The debate on what the role of NGOs in Africa should be is still open. While many have been dedicated to humanitarian aid as we know it, there are other organizations that have taken a different direction. In Angola, there are NGOs that promote sustainable development, directly supporting people in vulnerable situations. It is these Angolan organizations that are calling for a reflection on the approach to humanitarian aid. What does the continent really need from international cooperation? We spoke with Carlos Cambuta, Director General of ADRA in Angola, about this issue.
The Sherwood Way (TSW): Since Africa is the region of the world with the most international cooperation, what is its importance for the development of the continent?
Carlos Cambuta(C.C.): Africa is a continent with great potential; it is, in fact, the cradle of humanity. However, it faces many challenges, including the need to empower its people to exploit its natural resources and transparently use them to develop the continent. International cooperation is important to help Africa overcome these challenges and achieve sustainable development.
TSW: As Skinner said in 1996, “By giving too much help, we delay the acquisition of effective behaviors and perpetuate the need for help.” Chinua Achebe of Nigeria and Wangari Maathai of Kenya have also said the same thing in the past…
C.C.: Regarding development cooperation, my view is that it is fundamental. No country develops without really establishing partnerships with other countries. Here is a need for other African countries; to join efforts to be able to share experiences and knowledge among themselves; not only among African countries but also with other countries in the world. I think this understanding should be the main point to develop more partnerships and cooperation.
TSW: Help us clarify a bit, we are sure that there is cooperation and cooperation… Which one is still necessary?
C.C.: One challenge that emerges in the field of development cooperation is the question of dependency. That is, those who have financial resources or more, tend to dominate the agenda, to dominate their interests. That is why, as I said before, there is a need for African countries to invest in science, technology, in short, to invest in education so that they have human resources with the capacity not only to exploit the resources at their disposal, but also to make the best decisions without being trapped in dependency. Because dependence certainly has its limitations that are not advisable. African countries must continue to work in this spirit of promoting development from endogenous resources, with exogenous resources being important in complementing local efforts.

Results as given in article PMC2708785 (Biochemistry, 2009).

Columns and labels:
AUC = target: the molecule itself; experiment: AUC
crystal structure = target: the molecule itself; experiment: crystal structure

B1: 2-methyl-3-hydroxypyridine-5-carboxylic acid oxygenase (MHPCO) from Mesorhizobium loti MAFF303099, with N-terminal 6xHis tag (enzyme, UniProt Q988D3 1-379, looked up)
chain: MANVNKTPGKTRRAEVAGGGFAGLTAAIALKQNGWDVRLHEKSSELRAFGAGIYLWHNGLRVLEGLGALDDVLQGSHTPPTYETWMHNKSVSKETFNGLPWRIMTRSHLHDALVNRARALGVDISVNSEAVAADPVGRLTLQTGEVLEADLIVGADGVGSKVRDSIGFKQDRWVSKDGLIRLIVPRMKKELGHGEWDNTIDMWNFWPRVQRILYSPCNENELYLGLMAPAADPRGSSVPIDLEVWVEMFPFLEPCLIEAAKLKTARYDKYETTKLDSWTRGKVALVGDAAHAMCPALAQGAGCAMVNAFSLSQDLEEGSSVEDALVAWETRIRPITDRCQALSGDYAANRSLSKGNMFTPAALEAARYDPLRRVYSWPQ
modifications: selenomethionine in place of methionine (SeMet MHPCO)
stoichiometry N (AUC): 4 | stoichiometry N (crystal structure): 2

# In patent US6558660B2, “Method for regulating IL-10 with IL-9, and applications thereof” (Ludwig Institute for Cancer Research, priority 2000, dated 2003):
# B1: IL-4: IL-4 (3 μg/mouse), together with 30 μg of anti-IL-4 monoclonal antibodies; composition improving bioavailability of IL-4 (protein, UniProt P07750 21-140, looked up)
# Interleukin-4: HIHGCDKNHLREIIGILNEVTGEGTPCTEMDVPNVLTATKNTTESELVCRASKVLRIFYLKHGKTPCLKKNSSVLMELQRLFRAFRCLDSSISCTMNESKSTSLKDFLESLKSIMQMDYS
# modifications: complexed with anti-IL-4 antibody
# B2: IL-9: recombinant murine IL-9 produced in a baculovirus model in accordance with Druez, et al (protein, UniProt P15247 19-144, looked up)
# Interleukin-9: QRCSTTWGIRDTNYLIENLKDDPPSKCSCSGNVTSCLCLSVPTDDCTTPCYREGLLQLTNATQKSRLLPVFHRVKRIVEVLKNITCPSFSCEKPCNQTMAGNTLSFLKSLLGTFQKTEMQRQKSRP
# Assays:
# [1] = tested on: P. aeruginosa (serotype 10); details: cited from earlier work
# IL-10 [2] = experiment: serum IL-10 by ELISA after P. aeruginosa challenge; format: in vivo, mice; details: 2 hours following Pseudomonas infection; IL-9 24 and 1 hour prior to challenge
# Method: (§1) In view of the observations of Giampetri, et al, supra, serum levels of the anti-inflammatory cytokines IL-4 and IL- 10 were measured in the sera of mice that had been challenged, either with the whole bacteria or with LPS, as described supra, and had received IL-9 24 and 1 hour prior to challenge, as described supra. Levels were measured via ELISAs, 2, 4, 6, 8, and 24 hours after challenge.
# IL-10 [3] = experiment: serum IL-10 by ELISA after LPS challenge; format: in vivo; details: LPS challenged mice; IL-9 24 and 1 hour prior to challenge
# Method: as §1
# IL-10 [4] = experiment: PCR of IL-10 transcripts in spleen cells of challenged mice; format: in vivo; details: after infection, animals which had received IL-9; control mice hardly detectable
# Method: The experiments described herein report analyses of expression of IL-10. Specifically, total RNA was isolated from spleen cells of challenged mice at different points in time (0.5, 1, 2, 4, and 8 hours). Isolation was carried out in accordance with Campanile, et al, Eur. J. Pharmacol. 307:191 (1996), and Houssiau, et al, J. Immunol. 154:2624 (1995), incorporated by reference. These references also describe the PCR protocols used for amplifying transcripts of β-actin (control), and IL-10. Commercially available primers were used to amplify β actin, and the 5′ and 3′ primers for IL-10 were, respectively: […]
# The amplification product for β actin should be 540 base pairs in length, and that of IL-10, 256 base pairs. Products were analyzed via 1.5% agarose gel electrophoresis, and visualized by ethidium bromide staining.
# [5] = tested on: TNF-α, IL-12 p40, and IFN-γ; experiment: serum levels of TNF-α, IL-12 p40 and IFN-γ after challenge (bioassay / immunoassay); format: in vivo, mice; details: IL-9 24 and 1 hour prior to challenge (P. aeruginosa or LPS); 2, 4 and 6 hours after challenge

TSW: The news coming out of Africa has to do with wars and famine, and the work of NGOs is eminently humanitarian. We wonder about the importance for the continent of the work on human rights, the fight against corruption, extractive, and governance, something that ends up being associated more with the type of cooperation in middle-income countries like Latin America. We don’t know if this separation helps.
C.C.: I would like to say that there is a great need to deepen the debate on the role of non-governmental organizations. Precisely the role of civil society organizations has been developing and evolving in time and space. At least in Angola, today not all organizations are focused on humanitarian aid. They are more focused on promoting sustainable development, for example. ADRA, although it has actions of direct support to people in situations of hunger, poverty, and social vulnerability in its strategy, its approach has to do precisely with the empowerment of people; because they understand that it is through empowerment that these people will be able to respond to their problems.